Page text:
What is ‘OPCAT’?

The Optional Protocol to the Convention against Torture (OPCAT) is an international human rights treaty designed to prevent torture and ill-treatment in all places of detention. It introduces a system of national and international monitoring of all places of detention.

For an easy to understand guide to the OPCAT, click here to view content produced by the Irish Human Rights and Equality Commission (IHREC) and Inclusion Ireland.

 

How does OPCAT prevent mistreatment?

OPCAT recognises the central importance of inspection as a way of preventing human rights violations. These inspections create transparency and accountability, which in turn act as a deterrent against future cruel treatment.

The national part of the monitoring system introduced by OPCAT is a National Preventative Mechanism (NPM). NPMs conduct regular visits to all types of places where people are deprived of liberty. NPMs must be independent of the government, have access to all places of detention, all information related to such detention and to be able to talk privately with the people who are detained.

The international part of this monitoring system is the Subcommittee on Prevention of Torture (SPT).

Who benefits from OPCAT?

Places of detention are not limited to prisons. OPCAT applies to anywhere people are deprived of their liberty. The ratification of OPCAT would positively impact the lives of vulnerable children and adults. Examples of places of detention include, but are not limited to:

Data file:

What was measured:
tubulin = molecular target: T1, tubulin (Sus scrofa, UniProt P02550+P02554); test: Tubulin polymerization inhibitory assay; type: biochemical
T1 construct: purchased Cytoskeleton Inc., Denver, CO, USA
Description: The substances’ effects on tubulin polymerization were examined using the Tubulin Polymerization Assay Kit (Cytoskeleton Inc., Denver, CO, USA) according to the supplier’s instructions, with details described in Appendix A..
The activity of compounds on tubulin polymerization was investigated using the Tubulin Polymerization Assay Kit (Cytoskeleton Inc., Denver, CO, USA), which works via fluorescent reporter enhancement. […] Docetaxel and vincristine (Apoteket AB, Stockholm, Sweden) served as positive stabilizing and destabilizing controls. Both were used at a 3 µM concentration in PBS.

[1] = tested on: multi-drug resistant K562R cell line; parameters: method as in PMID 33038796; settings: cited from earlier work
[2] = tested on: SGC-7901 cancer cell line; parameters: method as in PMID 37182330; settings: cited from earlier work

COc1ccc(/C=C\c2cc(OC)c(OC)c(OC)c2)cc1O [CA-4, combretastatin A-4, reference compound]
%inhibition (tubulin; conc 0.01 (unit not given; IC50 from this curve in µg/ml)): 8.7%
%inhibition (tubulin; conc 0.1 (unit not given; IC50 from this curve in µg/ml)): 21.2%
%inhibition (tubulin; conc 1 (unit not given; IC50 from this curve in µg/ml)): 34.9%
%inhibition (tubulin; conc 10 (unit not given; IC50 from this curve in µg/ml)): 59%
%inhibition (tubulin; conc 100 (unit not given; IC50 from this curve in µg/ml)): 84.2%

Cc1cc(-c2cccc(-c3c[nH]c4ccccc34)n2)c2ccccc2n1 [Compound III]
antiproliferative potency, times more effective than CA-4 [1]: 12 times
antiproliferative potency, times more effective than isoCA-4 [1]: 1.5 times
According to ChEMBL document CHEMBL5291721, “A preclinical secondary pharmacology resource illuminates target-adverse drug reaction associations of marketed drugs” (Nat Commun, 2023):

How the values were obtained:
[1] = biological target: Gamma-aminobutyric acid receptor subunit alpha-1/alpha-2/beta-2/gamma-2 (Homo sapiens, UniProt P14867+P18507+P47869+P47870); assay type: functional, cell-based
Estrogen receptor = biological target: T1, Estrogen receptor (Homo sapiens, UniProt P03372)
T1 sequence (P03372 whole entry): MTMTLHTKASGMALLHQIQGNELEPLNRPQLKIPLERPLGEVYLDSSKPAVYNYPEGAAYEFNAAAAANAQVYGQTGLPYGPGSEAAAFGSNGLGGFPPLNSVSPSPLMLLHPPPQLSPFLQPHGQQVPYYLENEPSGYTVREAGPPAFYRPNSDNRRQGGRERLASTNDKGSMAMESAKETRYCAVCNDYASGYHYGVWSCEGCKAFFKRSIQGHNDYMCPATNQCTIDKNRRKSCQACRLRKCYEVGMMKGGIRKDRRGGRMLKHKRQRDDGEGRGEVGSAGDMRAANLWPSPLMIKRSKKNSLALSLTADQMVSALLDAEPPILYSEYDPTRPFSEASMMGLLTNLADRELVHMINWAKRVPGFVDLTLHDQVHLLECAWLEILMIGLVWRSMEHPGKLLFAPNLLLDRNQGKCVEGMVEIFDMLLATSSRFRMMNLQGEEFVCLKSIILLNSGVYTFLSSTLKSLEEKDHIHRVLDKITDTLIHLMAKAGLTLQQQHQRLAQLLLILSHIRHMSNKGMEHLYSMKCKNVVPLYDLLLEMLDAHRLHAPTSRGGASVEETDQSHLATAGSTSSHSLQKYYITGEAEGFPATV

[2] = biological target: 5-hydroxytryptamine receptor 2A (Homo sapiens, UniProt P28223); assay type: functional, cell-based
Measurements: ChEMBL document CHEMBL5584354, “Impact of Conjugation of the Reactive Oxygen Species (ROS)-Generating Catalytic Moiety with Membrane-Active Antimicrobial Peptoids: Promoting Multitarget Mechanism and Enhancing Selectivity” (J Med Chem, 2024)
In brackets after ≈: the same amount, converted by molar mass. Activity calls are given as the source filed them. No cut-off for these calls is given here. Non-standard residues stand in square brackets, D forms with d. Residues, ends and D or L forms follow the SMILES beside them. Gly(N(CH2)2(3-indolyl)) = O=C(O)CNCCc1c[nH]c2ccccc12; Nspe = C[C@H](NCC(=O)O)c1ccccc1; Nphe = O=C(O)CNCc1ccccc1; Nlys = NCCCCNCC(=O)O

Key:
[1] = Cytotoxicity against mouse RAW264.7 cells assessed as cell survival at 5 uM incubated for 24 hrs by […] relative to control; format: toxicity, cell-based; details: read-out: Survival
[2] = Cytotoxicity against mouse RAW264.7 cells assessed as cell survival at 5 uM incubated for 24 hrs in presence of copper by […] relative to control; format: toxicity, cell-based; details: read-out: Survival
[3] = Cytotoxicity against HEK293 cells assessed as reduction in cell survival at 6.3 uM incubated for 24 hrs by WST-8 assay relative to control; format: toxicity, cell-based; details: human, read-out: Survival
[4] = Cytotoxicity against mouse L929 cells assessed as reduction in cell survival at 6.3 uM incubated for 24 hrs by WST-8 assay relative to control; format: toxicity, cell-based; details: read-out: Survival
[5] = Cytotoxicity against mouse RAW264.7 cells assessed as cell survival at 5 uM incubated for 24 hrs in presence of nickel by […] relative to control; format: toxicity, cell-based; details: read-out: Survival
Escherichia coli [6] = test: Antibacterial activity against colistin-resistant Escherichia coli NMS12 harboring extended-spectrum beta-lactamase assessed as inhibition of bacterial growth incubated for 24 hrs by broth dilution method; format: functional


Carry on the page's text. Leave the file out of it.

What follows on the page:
• Psychiatric units
  • Children detention schools
  • Nursing homes and social care units
  • Immigration detention centres
  • Special Care Units
  • Pre-trial detention facilities
  • Garda stations

Why ratify?

For Ireland to meet its international obligations, we must put in place sufficient and effective safeguards to ensure that vulnerable individuals are not victimised. The Convention recognizes that it is in closed spaces where the most serious violations of human rights can take place.

Ireland has a troubling history of failing to protect those we have placed in closed spaces. By failing to ratify OPCAT, Ireland perpetuates a situation that increases the vulnerability of all persons currently in detention.

It is essential that Ireland moves towards the creation of an NPM which can ensure that no place of detention is beyond the reach of comprehensive and rigorous inspection.

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In advance of Ireland’s third periodic hearing under the UN Convention against Torture, the Committee against Torture...

Recommendation to prioritise ratification of OPCAT in next Programme for Government

The Irish Human Rights and Equality Commission has written individually to the leaders of each of the Irish political...

UN Subcommittee on Prevention of Torture issues advice on OPCAT monitoring during COVID-19 pandemic

The UN Subcommittee on Prevention of Torture has issued advice for state parties and national preventative mechanisms...

IHREC features OPCAT in submission to UN Committee Against Torture

In its submission to the Committee Against Torture on the list of issues for the Third Examination of Ireland, IHREC...

IPRT highlights lack of ratification of OPCAT in submission to UN Committee Against Torture

In its submission to the UN Committee Against Torture (CAT), IPRT reviewed Ireland’s progress since the CAT’s...